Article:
Valencia was in hospital on Wednesday morning having an operation to reset his ankle after he suffered an horrific injury during Tuesday night's Champions League draw with Rangers at Old Trafford.
Sir Alex Ferguson has already admitted he does not expect Valencia to be available for the remainder of the season and likened the injury to that which Alan Smith suffered in similarly freakish circumstances against Liverpool in 2006.
Arguably Smith has not been the same player since. But, as he came to terms with watching Valencia being carried off on a stretcher wearing an oxygen mask to ease the pain, the gruesome sight so bad Sky did not show a replay the incident itself, Fletcher is holding out more hope for the Ecuador star.
"It looked really bad," he said.
"Hopefully the scans show it is not as bad as we fear.
"After arriving from Wigan he had a great first season and was looking to push on this year. That is why the injury is a real blow.
"He has only just got back from the injury he suffered at the end of last season too.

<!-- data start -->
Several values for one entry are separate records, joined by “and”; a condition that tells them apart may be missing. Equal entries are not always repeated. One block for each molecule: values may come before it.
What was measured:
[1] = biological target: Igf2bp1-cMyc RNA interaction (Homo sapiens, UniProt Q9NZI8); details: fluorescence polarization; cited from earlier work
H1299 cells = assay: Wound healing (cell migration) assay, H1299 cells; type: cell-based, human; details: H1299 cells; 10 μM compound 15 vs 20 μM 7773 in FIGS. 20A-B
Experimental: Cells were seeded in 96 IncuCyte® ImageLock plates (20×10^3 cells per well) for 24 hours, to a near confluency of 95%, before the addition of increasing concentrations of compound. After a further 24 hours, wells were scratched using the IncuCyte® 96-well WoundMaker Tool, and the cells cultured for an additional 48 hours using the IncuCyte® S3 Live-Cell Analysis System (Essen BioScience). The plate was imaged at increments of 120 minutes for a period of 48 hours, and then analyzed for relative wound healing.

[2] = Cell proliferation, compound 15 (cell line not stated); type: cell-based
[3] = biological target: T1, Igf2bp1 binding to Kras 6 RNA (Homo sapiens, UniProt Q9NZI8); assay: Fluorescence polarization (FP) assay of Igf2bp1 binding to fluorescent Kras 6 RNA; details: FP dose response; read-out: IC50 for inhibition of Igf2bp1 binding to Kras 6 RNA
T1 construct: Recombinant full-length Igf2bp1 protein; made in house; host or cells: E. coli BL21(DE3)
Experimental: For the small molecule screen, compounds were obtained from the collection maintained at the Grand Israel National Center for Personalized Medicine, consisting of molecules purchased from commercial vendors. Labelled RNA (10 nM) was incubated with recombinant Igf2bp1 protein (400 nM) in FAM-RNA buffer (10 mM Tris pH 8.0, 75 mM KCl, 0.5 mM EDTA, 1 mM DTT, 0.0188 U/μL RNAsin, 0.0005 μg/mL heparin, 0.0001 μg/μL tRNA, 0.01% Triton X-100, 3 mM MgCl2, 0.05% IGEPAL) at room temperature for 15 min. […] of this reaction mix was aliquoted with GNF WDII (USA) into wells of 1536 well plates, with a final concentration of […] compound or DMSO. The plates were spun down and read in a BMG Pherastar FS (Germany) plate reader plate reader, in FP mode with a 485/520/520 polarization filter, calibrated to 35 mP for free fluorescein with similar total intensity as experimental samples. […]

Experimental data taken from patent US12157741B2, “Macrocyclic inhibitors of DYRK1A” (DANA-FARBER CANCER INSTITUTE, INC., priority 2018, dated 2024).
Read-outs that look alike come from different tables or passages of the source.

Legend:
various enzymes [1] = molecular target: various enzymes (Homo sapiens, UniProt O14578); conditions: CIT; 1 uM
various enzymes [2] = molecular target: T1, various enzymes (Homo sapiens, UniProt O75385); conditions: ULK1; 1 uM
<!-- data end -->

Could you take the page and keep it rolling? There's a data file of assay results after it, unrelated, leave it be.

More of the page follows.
"He is a strong character and a good lad. He has real determination and works hard. He will be back I am sure.
"He will have a long future at Manchester United."
Aside from the injury itself and Valencia's recovery time, it leaves Ferguson with a problem so soon after the transfer window closed.
With games beginning to pile up, starting with Sunday's clash against Liverpool, United are left with only three orthodox wingers, one of whom is the largely untested Gabriel Obertan and another, Ryan Giggs, who cannot be expected to feature in every game just two months short of his 37th birthday.
Park Ji-sung, Javier Hernandez and even Fletcher himself are capable of operating in that area but are not natural wide-men, with so much now resting on Nani if United are to keep pace with Premier League title favourites Chelsea, having already fallen four points off the pace.
A bit of work is required in Europe now after last night's disappointing result, with Fletcher joining his manager in believing the 10 changes, which admittedly did see Ferguson introduce eight full internationals, including Wayne Rooney and Rio Ferdinand, played no part in the result.
"There were not too many changes," said the Scotland skipper.
"We have a big squad and everyone has a lot of ability.
"It is difficult for the players coming in because they don't have that match sharpness.
"But training is intense and everyone is good enough to play in this team. The manager felt things needed freshening up and the team was good enough to win the match. I agree."